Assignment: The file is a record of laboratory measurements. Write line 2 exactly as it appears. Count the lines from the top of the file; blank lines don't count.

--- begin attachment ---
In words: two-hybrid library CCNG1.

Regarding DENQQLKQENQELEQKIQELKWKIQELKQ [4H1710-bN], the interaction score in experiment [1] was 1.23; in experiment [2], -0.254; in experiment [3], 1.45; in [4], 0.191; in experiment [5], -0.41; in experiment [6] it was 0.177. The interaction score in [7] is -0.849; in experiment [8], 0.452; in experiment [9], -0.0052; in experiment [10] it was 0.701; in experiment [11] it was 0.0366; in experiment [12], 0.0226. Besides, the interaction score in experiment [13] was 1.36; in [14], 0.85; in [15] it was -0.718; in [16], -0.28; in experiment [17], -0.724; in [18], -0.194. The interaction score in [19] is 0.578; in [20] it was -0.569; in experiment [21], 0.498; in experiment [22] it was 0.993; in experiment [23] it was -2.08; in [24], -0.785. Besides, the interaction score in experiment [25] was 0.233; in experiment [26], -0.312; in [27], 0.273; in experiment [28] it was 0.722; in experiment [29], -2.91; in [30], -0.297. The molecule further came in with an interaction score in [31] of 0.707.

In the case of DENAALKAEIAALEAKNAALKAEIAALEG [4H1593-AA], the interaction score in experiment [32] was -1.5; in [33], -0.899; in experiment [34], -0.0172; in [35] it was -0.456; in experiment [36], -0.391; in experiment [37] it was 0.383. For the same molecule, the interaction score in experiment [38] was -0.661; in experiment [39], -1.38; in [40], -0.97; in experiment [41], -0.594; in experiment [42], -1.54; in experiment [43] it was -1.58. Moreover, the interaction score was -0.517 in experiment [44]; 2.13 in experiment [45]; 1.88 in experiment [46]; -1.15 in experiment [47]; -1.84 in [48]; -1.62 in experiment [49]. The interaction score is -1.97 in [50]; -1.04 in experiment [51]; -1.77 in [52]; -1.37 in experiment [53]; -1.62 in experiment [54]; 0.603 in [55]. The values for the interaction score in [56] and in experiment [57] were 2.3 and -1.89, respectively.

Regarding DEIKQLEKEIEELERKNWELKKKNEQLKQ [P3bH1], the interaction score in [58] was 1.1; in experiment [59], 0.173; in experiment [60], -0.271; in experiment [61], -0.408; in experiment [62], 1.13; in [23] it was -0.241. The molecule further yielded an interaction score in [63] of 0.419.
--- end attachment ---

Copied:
Regarding DENQQLKQENQELEQKIQELKWKIQELKQ [4H1710-bN], the interaction score in experiment [1] was 1.23; in experiment [2], -0.254; in experiment [3], 1.45; in [4], 0.191; in experiment [5], -0.41; in experiment [6] it was 0.177. The interaction score in [7] is -0.849; in experiment [8], 0.452; in experiment [9], -0.0052; in experiment [10] it was 0.701; in experiment [11] it was 0.0366; in experiment [12], 0.0226. Besides, the interaction score in experiment [13] was 1.36; in [14], 0.85; in [15] it was -0.718; in [16], -0.28; in experiment [17], -0.724; in [18], -0.194. The interaction score in [19] is 0.578; in [20] it was -0.569; in experiment [21], 0.498; in experiment [22] it was 0.993; in experiment [23] it was -2.08; in [24], -0.785. Besides, the interaction score in experiment [25] was 0.233; in experiment [26], -0.312; in [27], 0.273; in experiment [28] it was 0.722; in experiment [29], -2.91; in [30], -0.297. The molecule further came in with an interaction score in [31] of 0.707.